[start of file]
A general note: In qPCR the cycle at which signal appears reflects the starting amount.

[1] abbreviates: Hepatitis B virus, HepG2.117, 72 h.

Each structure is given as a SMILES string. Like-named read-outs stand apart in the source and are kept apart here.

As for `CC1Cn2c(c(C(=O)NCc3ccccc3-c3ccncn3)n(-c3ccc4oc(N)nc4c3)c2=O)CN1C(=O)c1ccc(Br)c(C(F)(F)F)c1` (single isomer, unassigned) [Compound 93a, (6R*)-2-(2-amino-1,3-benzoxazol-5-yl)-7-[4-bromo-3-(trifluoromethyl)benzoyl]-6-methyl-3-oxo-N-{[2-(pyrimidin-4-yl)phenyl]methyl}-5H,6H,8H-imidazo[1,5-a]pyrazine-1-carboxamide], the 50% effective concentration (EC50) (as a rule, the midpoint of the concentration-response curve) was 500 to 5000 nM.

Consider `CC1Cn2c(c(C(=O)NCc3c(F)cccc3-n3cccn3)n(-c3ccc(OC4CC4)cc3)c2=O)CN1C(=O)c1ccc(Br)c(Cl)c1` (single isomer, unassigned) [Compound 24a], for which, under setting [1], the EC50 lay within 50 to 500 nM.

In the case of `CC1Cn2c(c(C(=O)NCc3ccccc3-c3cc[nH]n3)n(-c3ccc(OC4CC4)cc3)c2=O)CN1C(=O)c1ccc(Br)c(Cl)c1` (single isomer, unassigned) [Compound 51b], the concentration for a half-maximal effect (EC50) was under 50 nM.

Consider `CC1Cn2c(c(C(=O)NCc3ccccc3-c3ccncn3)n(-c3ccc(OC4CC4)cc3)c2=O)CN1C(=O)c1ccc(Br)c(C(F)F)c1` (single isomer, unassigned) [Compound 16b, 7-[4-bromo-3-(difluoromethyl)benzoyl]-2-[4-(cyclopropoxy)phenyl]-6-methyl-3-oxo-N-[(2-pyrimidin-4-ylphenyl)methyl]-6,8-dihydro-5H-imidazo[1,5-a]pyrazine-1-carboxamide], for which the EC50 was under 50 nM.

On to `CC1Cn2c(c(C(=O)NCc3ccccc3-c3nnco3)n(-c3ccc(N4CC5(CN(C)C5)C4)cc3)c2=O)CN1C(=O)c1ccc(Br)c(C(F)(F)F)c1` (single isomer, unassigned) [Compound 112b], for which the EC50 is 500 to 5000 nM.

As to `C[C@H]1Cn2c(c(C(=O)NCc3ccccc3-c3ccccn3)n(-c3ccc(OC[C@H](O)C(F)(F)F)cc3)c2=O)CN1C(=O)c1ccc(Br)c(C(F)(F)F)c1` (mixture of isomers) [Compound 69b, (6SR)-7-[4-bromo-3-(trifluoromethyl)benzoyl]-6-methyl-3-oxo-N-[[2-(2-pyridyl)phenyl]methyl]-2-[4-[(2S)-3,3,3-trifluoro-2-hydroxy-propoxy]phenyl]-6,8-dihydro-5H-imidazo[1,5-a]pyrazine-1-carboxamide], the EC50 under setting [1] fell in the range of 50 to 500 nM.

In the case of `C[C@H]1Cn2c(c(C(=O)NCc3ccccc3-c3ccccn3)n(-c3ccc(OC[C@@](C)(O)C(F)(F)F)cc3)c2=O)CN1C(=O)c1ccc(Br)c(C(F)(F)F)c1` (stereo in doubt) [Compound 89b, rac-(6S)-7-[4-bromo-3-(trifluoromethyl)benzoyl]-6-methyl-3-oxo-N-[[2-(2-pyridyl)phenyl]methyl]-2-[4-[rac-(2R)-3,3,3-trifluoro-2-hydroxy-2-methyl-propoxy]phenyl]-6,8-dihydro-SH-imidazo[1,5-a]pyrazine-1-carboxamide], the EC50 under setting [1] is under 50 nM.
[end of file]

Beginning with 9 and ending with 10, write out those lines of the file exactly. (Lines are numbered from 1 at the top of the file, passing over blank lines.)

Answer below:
As to `C[C@H]1Cn2c(c(C(=O)NCc3ccccc3-c3ccccn3)n(-c3ccc(OC[C@H](O)C(F)(F)F)cc3)c2=O)CN1C(=O)c1ccc(Br)c(C(F)(F)F)c1` (mixture of isomers) [Compound 69b, (6SR)-7-[4-bromo-3-(trifluoromethyl)benzoyl]-6-methyl-3-oxo-N-[[2-(2-pyridyl)phenyl]methyl]-2-[4-[(2S)-3,3,3-trifluoro-2-hydroxy-propoxy]phenyl]-6,8-dihydro-5H-imidazo[1,5-a]pyrazine-1-carboxamide], the EC50 under setting [1] fell in the range of 50 to 500 nM.

In the case of `C[C@H]1Cn2c(c(C(=O)NCc3ccccc3-c3ccccn3)n(-c3ccc(OC[C@@](C)(O)C(F)(F)F)cc3)c2=O)CN1C(=O)c1ccc(Br)c(C(F)(F)F)c1` (stereo in doubt) [Compound 89b, rac-(6S)-7-[4-bromo-3-(trifluoromethyl)benzoyl]-6-methyl-3-oxo-N-[[2-(2-pyridyl)phenyl]methyl]-2-[4-[rac-(2R)-3,3,3-trifluoro-2-hydroxy-2-methyl-propoxy]phenyl]-6,8-dihydro-SH-imidazo[1,5-a]pyrazine-1-carboxamide], the EC50 under setting [1] is under 50 nM.